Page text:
Princeton is a city in
Patoka Township, Gibson County, Indiana, United States. The population was 8,175 at the 2000 census, and it is part of the
Indiana metropolitan area.
The city is the county seat
of Gibson County.
Princeton is located at (38.353617, -87.570541) .
According to the United
States Census Bureau
, the city has a total area of , all of it
Princeton's Post Office, erected
As of the census
of 2000, there were 8,175
people, 3,451 households, and 2,146 families residing in the city.
The population density
1,703.1 people per square mile (648.8/km²). There were 3,806
housing units at an average density of 792.9/sq mi
(302.0/km²). The racial makeup of the city was 91.36% White
, 5.36% African American
, 0.01% Pacific Islander
, 0.39% from
, and 1.44%
from two or more races. Hispanic
of any race were 1.13% of the
There were 3,451 households out of which 28.9% had children under
the age of 18 living with them, 44.1% were married couples
living together, 13.8% had a female
householder with no husband present, and 37.8% were non-families.
33.0% of all households were made up of individuals and 15.9% had
someone living alone who was 65 years of age or older. The average
household size was 2.28 and the average family size was 2.88.
In the city the population was spread out with 24.1% under the age
of 18, 8.8% from 18 to 24, 27.4% from 25 to 44, 20.6% from 45 to
64, and 19.1% who were 65 years of age or older. The median age was
38 years. For every 100 females there were 87.2 males. For every
100 females age 18 and over, there were 83.0 males.
Population by year
The median income for a household in the city was $26,689, and the
median income for a family was $37,308. Males had a median income
of $28,076 versus $19,825 for females. The per capita income
for the city was
$15,049. About 15.0% of families and 15.8% of the population were
below the poverty line
, including 23.2%
of those under age 18 and 11.2% of those age 65 or over.
Princeton is a largely blue-collar community; most non-industrial
companies simply provide services directly to residents of
Princeton and its surrounding towns. Major employers
include Toyota Motor
Manufacturing Indiana, located 3 miles to the south, nearly
halfway between Princeton and Fort Branch, where the Toyota Sequoia and Sienna are manufactured; and Hansen Corporation.
suppliers have manufacturing facilities between the plant site and
the city. These suppliers include EnovaPremier, Vuteq, TISA,
Millennium Steel, Gibson County Quality Assurance, and Product
Action International. All of these facilities were either built or
converted from other uses to furnish supplies, part and services to
TMMI. Siemens AG
at one point had
research and manufacturing facilities in Princeton, but the factory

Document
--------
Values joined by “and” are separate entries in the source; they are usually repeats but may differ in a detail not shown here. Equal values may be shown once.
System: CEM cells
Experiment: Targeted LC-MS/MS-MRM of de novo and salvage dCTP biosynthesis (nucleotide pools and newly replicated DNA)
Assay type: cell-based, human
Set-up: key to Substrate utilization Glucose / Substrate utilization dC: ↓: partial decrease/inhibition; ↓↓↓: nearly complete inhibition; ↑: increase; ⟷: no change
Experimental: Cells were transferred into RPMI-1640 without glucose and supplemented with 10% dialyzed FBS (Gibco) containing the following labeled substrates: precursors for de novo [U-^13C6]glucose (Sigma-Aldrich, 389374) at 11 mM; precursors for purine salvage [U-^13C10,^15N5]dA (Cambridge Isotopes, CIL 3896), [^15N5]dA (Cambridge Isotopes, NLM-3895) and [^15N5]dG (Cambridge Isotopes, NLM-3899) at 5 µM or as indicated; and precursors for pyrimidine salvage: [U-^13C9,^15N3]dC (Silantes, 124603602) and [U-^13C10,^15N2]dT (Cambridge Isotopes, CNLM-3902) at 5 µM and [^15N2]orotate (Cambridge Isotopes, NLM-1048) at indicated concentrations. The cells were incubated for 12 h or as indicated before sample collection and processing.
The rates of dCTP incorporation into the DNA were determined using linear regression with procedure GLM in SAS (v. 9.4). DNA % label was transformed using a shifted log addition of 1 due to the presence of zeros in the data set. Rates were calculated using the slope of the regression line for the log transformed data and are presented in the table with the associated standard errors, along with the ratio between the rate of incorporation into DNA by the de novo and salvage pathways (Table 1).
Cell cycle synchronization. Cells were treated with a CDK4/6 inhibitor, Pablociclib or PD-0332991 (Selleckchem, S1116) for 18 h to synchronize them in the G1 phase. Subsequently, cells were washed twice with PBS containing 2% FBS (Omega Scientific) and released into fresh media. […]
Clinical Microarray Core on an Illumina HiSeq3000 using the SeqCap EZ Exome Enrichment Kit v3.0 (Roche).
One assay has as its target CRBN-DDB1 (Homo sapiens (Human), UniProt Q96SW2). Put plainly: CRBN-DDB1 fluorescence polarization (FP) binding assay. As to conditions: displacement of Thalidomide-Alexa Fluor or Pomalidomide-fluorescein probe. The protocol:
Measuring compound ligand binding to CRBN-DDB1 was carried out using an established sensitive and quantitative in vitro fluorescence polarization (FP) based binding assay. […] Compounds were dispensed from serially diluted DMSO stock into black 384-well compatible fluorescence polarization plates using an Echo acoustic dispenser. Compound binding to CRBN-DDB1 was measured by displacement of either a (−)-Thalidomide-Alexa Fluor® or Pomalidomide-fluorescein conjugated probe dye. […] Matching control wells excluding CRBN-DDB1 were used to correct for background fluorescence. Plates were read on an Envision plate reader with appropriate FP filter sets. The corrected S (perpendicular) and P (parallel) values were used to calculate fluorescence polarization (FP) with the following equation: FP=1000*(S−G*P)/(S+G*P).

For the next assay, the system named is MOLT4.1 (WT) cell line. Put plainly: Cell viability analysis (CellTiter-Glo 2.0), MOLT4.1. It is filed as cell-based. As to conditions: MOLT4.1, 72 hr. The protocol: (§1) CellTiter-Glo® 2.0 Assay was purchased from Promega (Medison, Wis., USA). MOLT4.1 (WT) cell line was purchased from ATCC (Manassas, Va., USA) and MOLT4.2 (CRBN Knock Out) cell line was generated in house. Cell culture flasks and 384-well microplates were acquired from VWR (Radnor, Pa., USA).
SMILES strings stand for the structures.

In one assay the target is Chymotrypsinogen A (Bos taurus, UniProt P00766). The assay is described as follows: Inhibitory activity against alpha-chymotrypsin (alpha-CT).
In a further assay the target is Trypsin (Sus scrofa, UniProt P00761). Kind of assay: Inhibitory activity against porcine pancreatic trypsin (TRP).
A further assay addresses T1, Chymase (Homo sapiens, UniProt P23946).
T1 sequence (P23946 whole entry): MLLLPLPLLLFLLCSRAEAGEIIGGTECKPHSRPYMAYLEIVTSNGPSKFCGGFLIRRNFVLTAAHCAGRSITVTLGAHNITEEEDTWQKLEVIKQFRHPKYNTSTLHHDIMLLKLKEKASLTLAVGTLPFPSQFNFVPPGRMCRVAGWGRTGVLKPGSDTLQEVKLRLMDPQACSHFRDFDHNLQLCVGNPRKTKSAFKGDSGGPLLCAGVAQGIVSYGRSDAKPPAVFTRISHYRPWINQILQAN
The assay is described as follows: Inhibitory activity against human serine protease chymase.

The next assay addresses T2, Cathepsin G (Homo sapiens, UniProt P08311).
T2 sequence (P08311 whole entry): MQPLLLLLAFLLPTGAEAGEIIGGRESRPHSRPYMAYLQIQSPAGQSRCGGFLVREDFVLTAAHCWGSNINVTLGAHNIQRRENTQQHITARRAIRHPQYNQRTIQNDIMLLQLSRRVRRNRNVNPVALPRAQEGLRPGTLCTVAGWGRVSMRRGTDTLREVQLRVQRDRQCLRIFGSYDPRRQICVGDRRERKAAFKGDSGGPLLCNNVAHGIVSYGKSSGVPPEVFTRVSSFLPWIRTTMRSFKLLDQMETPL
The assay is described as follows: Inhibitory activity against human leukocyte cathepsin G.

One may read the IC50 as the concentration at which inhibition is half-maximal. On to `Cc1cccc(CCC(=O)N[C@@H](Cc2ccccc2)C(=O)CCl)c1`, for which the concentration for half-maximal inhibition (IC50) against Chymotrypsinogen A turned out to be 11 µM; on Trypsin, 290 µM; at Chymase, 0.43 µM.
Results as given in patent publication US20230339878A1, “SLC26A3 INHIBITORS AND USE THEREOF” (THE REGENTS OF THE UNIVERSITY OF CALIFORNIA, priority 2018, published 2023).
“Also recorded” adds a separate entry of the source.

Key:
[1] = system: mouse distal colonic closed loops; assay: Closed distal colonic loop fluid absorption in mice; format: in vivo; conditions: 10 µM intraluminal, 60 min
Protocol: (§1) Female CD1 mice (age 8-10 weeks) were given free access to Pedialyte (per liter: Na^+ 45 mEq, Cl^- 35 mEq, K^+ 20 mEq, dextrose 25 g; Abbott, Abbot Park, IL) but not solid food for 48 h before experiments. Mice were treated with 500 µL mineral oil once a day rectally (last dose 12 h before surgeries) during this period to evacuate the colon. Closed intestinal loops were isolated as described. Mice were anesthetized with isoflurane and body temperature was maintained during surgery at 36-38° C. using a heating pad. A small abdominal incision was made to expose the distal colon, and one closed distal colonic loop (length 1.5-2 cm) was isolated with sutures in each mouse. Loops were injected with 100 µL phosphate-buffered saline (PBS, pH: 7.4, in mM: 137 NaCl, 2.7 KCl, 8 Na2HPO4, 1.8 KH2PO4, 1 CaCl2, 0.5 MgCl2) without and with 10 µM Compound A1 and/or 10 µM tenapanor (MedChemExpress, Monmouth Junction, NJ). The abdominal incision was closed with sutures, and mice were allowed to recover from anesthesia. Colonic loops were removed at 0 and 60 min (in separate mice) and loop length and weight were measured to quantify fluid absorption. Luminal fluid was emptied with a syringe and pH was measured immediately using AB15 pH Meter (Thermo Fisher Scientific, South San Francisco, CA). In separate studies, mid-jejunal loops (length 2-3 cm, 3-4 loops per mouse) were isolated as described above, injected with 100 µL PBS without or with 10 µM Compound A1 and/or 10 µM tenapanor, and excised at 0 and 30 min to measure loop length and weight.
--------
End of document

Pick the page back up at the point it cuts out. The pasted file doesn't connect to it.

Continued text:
was closed in the early 1990s and the research facility was closed
soon after. In 2008 the former Siemens property was acquired by
and demolished. The Menard's Store
now sits where the Siemens factory was.
announcement in late 1995
that it would be building a $1 billion
manufacturing facility in Princeton created an economic boom, as
many of Toyota's suppliers also built plants in or near Princeton
to minimize shipping and logistical expenses. Additionally, many
service businesses located in town to satisfy the needs of the
employees, many of whom would be relocating to the Princeton area
from elsewhere. However, the arrival of Toyota was not without
controversy. Many objected to the ten-year tax abatement
offered as part of the incentive
package to induce Toyota to locate in the area, and others were
worried by the fact that it would likely not be unionized (as of
2008, it is not).
More recently, many chain stores more typically associated with
significantly larger towns, such as Applebee's
, have chosen to locate in
Princeton. Additionally, in mid 2006, plans to expand
the current Wal-Mart store into a
Many analysts believe that much of this is due to
the Interstate 69
the time many of these businesses moved to town, the leading
proposal for the project was to upgrade U.S.
41 (it was later decided to build Interstate 69 over
a new-terrain route, which would travel through nearby Oakland
the Indiana Territory was created with Vincennes (Knox County) as its capital.
farmlands in the southwest of the territory with access to the Ohio
River attracted many pioneers and settlers to the area, one of whom
was an Irish immigrant named William Prince
. Born in 1772, he
immigrated to America 22 years later. He would become a Gibson
County Commissioner and the namesake for the county seat of
1813 saw the move of the territorial capital east from Vincennes to
Corydon and the
creation of Gibson County.
Gibson had previously been part
of the vast Knox County which covered all the land of southwestern
Indiana, bordered by the Wabash and Ohio Rivers. By early 1814,
settlers to this area were asking for a “seat of justice,” or
county seat. Captain William Prince was one of four commissioners
who located the seat at the half-way stand on the Evansville and
Vincennes stage line. By drawing of lots, commissioners decided to
name the town after Captain Prince.
symbol of Princeton is the Gibson County Courthouse.
It has been featured as a collectible
figurine by the Department 56
Snow Village. A post office was established in Princeton as early
as 1816. The local newspaper, the Princeton Daily Clarion, was
first published in 1846. Lyles Station, a small community just west of Princeton, was
founded by freed Tennessee slave Joshua Lyles in 1849.